(A letter sent to the elected Member of the Legislative Assembly in the constituency where I live in Alberta, Canada.)
This is my first ever letter to an MLA, the first time I have felt that my voice needed to be heard. I am a teacher of 30 years, and never have I had so many misgivings about returning to the classroom.
I love teaching. I taught before becoming a mother, taught while my children were in school, and continue to teach now that they are in their mid to late 20’s. It is a gift to be able to pass on my love of learning to my students, and there have been hundreds of students whose lives I have been honoured to enter. Many tell me that they do not remember the specifics of my lessons (not worried about that) but they do remember how much I care. And I do. Care deeply. I have taught the children of students I taught when they themselves were in Grades 7 and 8 and 9. Students of mine are now parents. Are now teachers. It is something I do not for the glory (lol) or the summer holidays, but a lifelong vocation and passion.
Paramount to me though, as it is or should be to all adults, teachers, parents, any adult, is the wellbeing of our children. They are our future, our next generation. Our government is saying that they acknowledge that there will be increased cases of COVID when we send our children back to school in less than a month. That children will get infected. That they will bring this infection back into their homes, and in so doing it will affect their parents, their grandparents, their circle of friends.
A classroom is a confined space. There is no way to maintain the proper physical and social distance needed to prevent the spread of COVID. At this stage of this pandemic, adults are not encouraged to gather and spend hours together under these conditions, but we are sending our children into these spaces? In my classroom, there are half-hexagon tables which we push together so six students can sit together. My classes have 34 students. 38 students. If we were to distance them properly, we could get 9 students into the room safely. Where do the other 29 go? What about the lockers? The hallways? The bathrooms?
I read the MacLean’s article yesterday, about the rise of COVID in areas where school has already resumed. It is inevitable. I read about the plexiglass enclosures being used around each student in some parts of the world. I don’t know what the answer is. How much is being jeopardized to find out?
Yes, the government wants parents to return to work. But what happens when there is an outbreak and students and staff go into isolation? Someone will have to stay home with these children. Is there any way to effectively deliver a curriculum when some students are present, some at home in isolation, some sick? How does a child deal with the knowledge that they inadvertently brought the virus home, endangering family members? People die of COVID. We know that. We can talk of recovery rates and low mortality, but the reality is that we are in the midst of a global pandemic.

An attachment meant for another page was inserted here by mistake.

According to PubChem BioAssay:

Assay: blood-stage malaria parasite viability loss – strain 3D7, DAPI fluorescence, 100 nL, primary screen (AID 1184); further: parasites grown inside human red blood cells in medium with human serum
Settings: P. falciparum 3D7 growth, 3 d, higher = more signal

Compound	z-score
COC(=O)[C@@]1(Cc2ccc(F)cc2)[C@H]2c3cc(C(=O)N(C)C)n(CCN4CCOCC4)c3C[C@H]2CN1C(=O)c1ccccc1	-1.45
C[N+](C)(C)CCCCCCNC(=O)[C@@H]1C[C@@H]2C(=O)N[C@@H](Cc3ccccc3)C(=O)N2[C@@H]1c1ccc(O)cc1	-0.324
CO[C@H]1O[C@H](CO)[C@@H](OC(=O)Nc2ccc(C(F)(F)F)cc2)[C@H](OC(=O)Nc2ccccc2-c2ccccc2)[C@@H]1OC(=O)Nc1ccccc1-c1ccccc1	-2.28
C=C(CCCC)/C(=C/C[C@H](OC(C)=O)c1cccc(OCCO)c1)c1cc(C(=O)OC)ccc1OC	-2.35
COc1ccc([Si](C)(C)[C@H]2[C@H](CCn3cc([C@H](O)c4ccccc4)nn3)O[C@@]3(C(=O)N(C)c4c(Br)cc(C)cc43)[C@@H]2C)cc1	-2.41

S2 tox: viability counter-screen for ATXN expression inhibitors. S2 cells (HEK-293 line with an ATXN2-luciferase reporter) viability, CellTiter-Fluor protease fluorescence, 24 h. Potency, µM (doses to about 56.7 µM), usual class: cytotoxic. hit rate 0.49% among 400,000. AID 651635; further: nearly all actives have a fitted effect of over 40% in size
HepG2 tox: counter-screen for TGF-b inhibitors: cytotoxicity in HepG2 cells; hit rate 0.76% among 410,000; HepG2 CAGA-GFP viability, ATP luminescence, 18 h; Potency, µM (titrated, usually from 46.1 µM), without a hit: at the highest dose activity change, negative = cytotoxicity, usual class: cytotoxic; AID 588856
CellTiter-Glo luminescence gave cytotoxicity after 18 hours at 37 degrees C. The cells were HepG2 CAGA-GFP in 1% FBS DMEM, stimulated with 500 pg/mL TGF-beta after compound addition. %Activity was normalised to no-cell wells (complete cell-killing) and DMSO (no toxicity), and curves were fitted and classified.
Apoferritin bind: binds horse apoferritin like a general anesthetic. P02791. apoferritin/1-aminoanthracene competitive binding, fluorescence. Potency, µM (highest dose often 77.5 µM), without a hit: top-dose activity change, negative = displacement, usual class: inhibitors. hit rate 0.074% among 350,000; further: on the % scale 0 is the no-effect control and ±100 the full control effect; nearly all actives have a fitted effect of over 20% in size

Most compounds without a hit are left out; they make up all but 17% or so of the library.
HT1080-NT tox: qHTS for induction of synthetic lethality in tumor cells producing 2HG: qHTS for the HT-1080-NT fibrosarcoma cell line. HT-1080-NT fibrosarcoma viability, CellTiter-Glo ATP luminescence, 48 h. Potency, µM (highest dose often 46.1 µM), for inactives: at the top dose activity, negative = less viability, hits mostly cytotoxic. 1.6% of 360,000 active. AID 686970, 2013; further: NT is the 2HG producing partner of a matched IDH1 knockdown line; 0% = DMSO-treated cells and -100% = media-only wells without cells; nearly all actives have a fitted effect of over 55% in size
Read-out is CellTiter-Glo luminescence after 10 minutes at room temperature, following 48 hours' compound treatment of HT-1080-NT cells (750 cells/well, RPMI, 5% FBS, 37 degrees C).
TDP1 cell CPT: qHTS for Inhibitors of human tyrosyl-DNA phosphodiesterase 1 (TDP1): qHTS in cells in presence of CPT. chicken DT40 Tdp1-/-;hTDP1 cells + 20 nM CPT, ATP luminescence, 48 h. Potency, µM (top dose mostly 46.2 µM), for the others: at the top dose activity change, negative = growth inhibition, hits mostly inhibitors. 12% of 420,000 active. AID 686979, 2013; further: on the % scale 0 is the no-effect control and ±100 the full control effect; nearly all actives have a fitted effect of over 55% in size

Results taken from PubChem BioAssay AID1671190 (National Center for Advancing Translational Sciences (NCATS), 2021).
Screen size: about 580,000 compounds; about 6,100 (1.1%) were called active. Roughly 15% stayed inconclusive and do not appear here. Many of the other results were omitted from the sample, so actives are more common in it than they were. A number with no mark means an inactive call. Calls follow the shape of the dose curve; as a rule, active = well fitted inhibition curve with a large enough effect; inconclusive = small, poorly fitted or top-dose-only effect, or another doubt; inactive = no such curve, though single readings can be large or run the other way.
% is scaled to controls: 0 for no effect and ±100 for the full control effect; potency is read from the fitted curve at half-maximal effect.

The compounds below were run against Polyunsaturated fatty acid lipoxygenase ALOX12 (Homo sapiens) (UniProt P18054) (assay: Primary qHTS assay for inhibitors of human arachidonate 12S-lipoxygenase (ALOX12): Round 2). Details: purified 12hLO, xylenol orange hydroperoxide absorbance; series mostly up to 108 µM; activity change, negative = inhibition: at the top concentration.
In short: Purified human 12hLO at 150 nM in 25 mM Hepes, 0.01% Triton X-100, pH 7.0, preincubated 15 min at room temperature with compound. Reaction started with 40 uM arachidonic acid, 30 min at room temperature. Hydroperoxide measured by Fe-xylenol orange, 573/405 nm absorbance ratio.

I myself am at high risk. Not only because of my age, but also because of my health. My lungs have been compromised by pneumonia and my doctor said I should not, cannot, go back into the classroom this fall. And I am not alone. When I have emailed my school board to ask what precautions and alternatives are being set out to accommodate students and teachers at risk, I am told to wait. I asked if I could be a Hub teacher, providing online instruction to students deemed by their families to be at high risk. I am told to wait. Many parents I have spoken to say that if the government (the Minister of Health, the Minister of Education) says it is safe to go back, they will listen to their government and send their children.
What if the school board does not give me the option of teaching online? I was successful, my students for the most part were successful. It was the busiest I have ever been and the hardest I have ever worked, but we pulled through. I could share with you emails from my students and from their parents thanking me and bearing witness to the success of learning. Many students did better online — those with ADD, ADHD, social anxieties. Borderline gifted. Some students struggled. Those who thought that if their marks could not go down, why bother. I could not convince them that learning is for learning, not for marks. Those that struggle in a classroom and depend on their Educational Assistants and the help of their teacher one-on-one and the help of their peers absolutely floundered. Plans need to be put in place to help and support them.
It is a new world. There is no going back to normal. This is the new normal. And in my opinion, we need to plan for this new normal. Priority being to keep our children, our society safe.
Please listen to my concerns and know that I am looking to my government to make the best decision here. Not solely based on economics, but on the safety of our children.
Josephine LoRe’s words have been read on stage, published in literary journals and anthologies in nine countries, put to music, danced, integrated into visual art, and interpreted through American Sign Language. She has two collections, Unity and the Calgary Herald Bestseller’s Cowichan Series. Josephine features frequently at live and virtual literary events. She has an MA in Comparative Literature from l’Université de Rouen and an Honour’s BA in Modern Languages and Literature from the University of Toronto. https://www.josephinelorepoet.com/